Multitasking For Mission (God’s)

6 02 2015

Multitasking For Mission (God’s).

Multitasking For Mission (God’s)

6 02 2015

We live in a multi-tasking world. That’s nothing new. Our daughter and her husband just had a new baby, their third, and like most young mothers multitasking is now her middle name.4881scd

At work, we are likely to have many projects open, not just one.   Technology today makes multitasking easier and inevitable. As I write this, my email program displays notifications of incoming emails at the top of the screen. I can reply, or delete, without leaving what I’m doing.   Mostly I ignore it, but it can be a helpful tool when I have a long project. In any case, multitasking is just the way things are done today and we’ve all adjusted and accommodated to that reality.

There is one spot that has been relatively immune to multitasking. Our churches. Specifically our worship space. As a result, the church sanctuary is probably the most underused asset and resource a congregation has.

Think about it. Most sanctuaries are only used for a couple of hours on Sunday morning. By Sunday afternoon, everyone has gone home, the pastor is probably napping (at least this one is), and the sanctuary stays dark for the rest of the week.

Congregations for the most part, don’t give this a second thought, because they have pretty much defined their mission as Sunday morning worship. And the sanctuary exists to support that mission.   But wait a minute.

What if we expanded our understanding of our mission? More along the lines that Jesus had in mind. Not so much connecting with people on Sunday morning…but connecting with people; period. Sharing the Good News. The sanctuary can be a wonderful place for that to happen. And not just on Sunday morning.   Saturday afternoon. Wednesday night. You name it. The sanctuary is freed to play an integral role in the overall mission of the congregation, and in the life of the community.

When you think about it, it’s not such a stretch. A typical church sanctuary has: 1. seating, 2. sound system, 3. video system. All of these have broader applications than Sunday morning. The church sanctuary can be the perfect place to host an Open Mic night. Poetry readings. Open music jams. Art gallery. Photo gallery.   It can provide rehearsal space for choral groups, local bands, and orchestras.

Seeing the sanctuary differently allows a congregation to connect with an entirely new group of people. Why is this important?

Well, if we see creativity as a gift of God, using the church sanctuary to support creative expression is putting the sanctuary to use supporting what God is doing in our community and in the lives of its people.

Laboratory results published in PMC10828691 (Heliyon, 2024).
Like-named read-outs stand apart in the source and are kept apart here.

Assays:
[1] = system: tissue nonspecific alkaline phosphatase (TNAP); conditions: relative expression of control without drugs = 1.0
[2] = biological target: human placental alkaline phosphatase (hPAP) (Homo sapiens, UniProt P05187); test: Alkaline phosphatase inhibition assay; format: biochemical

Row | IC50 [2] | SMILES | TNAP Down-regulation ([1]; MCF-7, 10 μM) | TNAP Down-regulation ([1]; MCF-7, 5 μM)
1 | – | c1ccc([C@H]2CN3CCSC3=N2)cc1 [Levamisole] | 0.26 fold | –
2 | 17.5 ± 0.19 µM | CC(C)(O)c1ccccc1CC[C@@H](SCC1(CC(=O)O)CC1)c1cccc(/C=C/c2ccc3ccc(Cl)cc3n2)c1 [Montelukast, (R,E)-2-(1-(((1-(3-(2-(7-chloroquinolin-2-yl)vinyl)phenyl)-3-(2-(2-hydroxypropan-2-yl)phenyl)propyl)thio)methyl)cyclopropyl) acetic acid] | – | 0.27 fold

That’s a much more powerful witness than empty worship space.

Fishing On The Sunday Morning Side Of The Boat

30 01 2015

Fishing On The Sunday Morning Side Of The Boat.

Fishing On The Sunday Morning Side Of The Boat

30 01 2015

He said to them, “Cast the net to the right side of the boat, and you will find some.” So they cast it, and now they were not able to haul it in because there were so many fish.  John 21:6


Just think how the world has changed since 1965. 50 years ago. The congregation where I serve now celebrated its first anniversary. The Super Bowl was still 2 years off. Green Bay would beat Kansas City 35- 10. I watched it on a black and white television set. No one had a color TV, at least not anyone I knew. It wasn’t until the next Super Bowl in 1968 that I saw my first color television. Friends from church invited us to their house to see the game. I hadn’t realized that the Green Bay Packers uniforms were yellow and green until that moment.

It would four more years until we put a man on the moon (1969). IBM mostly made electric typewriters for the everyday market. Computers required an entire building, and not even the president of IBM could foresee a day when a home would have (or need) a computer.   Now, we carry them in our pockets. iPhones.

Think of the lives we lead today, compared to even 20 years ago. You don’t have to go back 50 years. When I started in ministry, it was easier to find volunteers for ministries because lots of families got by with a single income. Women’s groups (usually called circles) were active. Men’s groups had pretty much died out. Men were already beginning to work longer hours, and had no time for Men’s groups.

By the time I got to my second call, everyone was trying to figure out how to revive their Women’s Circles, and by the time I got to my third call, they’d pretty much given up. Women were going to work outside the home too. Their lives were changing dramatically, and something had to give.

This is obviously not an exhaustive list. Feel free to add your own stories. However we frame it, the point is the same. The lives we lead today are very different than the lives we led just 20 years ago. The stresses, the demands, and the rewards. But when you consider how the church has changed over that same period, you get the exact opposite picture. We’ve continued to operate like we always have.

While the lives of people were undergoing seismic shifts, we opened our doors on Sunday morning for worship services, and we waited for people to show up.